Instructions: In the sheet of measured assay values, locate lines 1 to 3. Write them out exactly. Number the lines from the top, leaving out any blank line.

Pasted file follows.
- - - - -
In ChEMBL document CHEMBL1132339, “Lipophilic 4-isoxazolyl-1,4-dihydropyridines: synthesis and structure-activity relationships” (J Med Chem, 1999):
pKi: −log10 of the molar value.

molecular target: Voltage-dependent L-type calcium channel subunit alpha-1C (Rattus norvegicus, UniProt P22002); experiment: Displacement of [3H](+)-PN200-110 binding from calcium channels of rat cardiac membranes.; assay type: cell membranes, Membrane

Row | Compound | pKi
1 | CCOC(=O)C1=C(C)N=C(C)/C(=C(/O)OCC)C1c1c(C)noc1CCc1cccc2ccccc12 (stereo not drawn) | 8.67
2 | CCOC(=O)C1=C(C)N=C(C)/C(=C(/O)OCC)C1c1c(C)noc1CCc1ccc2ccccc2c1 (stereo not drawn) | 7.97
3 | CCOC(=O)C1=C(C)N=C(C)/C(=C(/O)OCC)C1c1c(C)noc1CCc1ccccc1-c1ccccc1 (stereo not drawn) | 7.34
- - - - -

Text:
In ChEMBL document CHEMBL1132339, “Lipophilic 4-isoxazolyl-1,4-dihydropyridines: synthesis and structure-activity relationships” (J Med Chem, 1999):
pKi: −log10 of the molar value.

molecular target: Voltage-dependent L-type calcium channel subunit alpha-1C (Rattus norvegicus, UniProt P22002); experiment: Displacement of [3H](+)-PN200-110 binding from calcium channels of rat cardiac membranes.; assay type: cell membranes, Membrane